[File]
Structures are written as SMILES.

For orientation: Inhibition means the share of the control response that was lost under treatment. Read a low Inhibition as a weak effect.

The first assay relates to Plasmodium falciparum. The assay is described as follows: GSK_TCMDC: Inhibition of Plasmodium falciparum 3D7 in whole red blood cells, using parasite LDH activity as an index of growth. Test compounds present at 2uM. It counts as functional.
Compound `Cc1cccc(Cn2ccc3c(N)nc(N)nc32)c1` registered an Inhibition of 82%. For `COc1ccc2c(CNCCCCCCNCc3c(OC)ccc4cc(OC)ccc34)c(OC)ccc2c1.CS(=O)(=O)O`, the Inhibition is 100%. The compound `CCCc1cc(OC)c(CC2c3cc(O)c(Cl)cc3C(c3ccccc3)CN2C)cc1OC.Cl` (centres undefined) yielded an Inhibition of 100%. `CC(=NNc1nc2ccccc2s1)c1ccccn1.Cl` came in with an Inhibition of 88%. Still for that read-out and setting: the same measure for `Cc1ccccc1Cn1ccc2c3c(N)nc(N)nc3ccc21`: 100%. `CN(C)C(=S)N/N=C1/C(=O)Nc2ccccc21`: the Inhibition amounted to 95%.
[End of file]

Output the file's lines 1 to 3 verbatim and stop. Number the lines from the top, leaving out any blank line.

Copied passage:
Structures are written as SMILES.

For orientation: Inhibition means the share of the control response that was lost under treatment. Read a low Inhibition as a weak effect.

The first assay relates to Plasmodium falciparum. The assay is described as follows: GSK_TCMDC: Inhibition of Plasmodium falciparum 3D7 in whole red blood cells, using parasite LDH activity as an index of growth. Test compounds present at 2uM. It counts as functional.